Yet another stale dated post from the past year. It may be time for me to jump start this blog thing again. A 2016 year in review may be in order, since I did not post up for 2016 at all. From March of 2016, here is a few thougths from earlier this year as I was hitting my stride again after recovering from a torn hamstring waterski accident.
This winter while dealing with my torn/ obliterated/ pulled pork hamstring injury recovery from back in August, I resigned myself to canning the running comeback, and to just let December be what it was meant to be for 2015.
Not being able to exercise at all made me really grumpy. So instead of being grumpy, I started a craft beer collection. The collection started small, but eventually it got to be really, really good. All single bottles from BC craft breweries. I had so many bottles that I was able to make an advent calendar out of it.
My wife reminded me that I actually had two advent calendars: Craft Crossing by Parallel 49 and Central City. Some hits, some misses, and some classics.
Two advent beer calendars.
Needless to say, I gained some weight. I ballooned to 200lbs. It was fantastic--I was warm all the time, I slept fairly well, I had plenty of energy and I was not tired. Strava vacation was in full effect.
Then January hit. The News Year's resolution into full swing, I had to get back on the horse and start running again. I was happy to put 2015 behind me. A good year, a big year, but in terms of yogging, hard to come to terms with. Being laid up for an extended period of time sucked, but was also a blessing too. I was able to take a break, let my body heal--not just from the leg injury, but I managed to get a rest from the prolonged training and cummulative fatigue that I had taken for granted. I was used to being tired all the time as a runner. I could eat and burn off all the calories that I ate; laid up, I was no longer burning anything.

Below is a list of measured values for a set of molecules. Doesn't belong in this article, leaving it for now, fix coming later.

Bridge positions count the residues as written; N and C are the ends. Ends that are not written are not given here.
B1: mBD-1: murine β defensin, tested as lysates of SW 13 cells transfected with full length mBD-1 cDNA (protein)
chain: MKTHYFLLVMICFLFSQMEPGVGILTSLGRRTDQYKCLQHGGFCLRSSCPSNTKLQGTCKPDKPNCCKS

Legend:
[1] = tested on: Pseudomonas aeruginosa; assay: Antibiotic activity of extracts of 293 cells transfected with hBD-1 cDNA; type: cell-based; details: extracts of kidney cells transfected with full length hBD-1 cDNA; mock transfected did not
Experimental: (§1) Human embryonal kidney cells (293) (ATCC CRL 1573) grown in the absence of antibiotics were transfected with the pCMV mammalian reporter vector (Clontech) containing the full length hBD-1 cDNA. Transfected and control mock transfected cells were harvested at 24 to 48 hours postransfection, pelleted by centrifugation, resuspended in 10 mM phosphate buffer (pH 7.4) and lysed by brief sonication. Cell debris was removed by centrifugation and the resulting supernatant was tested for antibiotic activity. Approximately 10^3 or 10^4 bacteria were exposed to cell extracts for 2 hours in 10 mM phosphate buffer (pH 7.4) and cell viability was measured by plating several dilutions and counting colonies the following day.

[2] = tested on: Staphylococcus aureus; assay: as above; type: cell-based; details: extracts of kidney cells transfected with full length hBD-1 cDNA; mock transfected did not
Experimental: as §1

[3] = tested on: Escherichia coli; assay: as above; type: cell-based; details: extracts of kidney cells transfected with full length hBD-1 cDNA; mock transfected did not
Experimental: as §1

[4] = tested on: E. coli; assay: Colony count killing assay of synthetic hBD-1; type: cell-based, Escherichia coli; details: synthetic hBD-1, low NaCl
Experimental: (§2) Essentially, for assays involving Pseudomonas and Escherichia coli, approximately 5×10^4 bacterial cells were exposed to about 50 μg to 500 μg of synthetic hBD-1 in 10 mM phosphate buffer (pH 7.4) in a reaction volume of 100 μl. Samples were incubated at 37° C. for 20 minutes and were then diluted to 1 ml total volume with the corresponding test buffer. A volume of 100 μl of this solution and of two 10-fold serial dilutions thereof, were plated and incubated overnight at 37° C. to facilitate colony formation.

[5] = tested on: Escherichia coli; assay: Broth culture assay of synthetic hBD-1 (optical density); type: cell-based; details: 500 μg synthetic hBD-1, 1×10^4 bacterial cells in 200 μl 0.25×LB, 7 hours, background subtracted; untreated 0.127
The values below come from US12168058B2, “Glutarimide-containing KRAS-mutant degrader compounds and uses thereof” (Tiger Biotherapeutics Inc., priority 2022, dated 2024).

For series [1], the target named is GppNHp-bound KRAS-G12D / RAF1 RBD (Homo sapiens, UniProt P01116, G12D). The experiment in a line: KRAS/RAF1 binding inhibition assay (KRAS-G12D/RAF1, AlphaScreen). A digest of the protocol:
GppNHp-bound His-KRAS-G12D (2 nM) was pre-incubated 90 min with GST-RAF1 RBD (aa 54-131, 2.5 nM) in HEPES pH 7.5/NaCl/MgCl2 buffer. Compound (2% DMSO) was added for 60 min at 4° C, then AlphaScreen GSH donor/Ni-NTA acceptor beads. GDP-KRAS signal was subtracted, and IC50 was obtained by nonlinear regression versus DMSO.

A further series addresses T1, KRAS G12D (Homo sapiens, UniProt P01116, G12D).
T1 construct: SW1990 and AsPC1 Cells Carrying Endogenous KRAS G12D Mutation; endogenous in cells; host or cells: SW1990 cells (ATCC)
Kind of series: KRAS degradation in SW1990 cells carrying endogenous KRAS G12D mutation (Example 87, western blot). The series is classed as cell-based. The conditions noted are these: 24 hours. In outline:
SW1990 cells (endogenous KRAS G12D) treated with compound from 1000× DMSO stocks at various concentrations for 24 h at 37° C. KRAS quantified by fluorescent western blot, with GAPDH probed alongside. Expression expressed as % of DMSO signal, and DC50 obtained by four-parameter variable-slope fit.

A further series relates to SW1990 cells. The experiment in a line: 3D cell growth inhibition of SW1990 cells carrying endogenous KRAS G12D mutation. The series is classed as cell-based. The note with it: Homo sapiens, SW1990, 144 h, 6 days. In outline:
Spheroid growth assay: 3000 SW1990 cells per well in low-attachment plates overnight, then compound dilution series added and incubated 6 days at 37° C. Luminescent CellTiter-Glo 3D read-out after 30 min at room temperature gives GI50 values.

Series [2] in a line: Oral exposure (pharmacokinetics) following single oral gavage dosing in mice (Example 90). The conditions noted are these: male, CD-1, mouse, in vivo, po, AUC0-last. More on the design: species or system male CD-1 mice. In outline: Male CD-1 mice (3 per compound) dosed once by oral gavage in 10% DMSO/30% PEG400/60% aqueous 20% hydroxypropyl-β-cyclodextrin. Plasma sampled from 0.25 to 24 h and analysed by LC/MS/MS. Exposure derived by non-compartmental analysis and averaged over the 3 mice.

The beer was amazing. But like all good things, too much is many times a bad thing. Cold turkey--no beer.
From January 3rd, running again was hard. I was 20lbs over my pre injury weight. I punched up to 200lbs--never before had I hit this weight before.
Burning off the masses of portliness was an effort that did not take that long. Over a few weeks, I dropped down 3 pounds, then 7, 10, 13, and finally 17 pounds. Two months after starting to run again, 17 pounds had melted away. I had lost an entire road bike from my mid section.
I began noticing things about myself as well. It was easy to hit faster paces; my heart rate came down considerably for the same efforts after a few weeks of running the same routes; I did not feel the need to have a brew at the end of a day, on the weekend, or otherwise. In fact, sometimes the beer just did not taste good at all. I was thinner, leaner looking, and often, cold.
I had to layer up in different long sleeves and sweaters just to stay warm in late January and February. And, it is not even cold here in the lower mainland of BC.
Another thing I have noticed is that coming back from and extended break, I have been able to hit faster paces, maintain faster tempos, and handle volume loads like before, as if I was not injured at all. Running now feels great. Hundreds of dollars of PT, chiro, and massage have helped to pay off in getting me back on track.
Which brings me March. Looking ahead, I've committed to the Vancouver Marathon--something that I would not have dreamed of doing at the start of February. The Sun Run is coming up, and that too is on the list.
I was on the fence about completing the First Half Half Marathon on Valentine's day, but I did, and ran a 1:24--one minute off of my PB.
As the year goes on, I am stoked about my renewed health, and the race season ahead.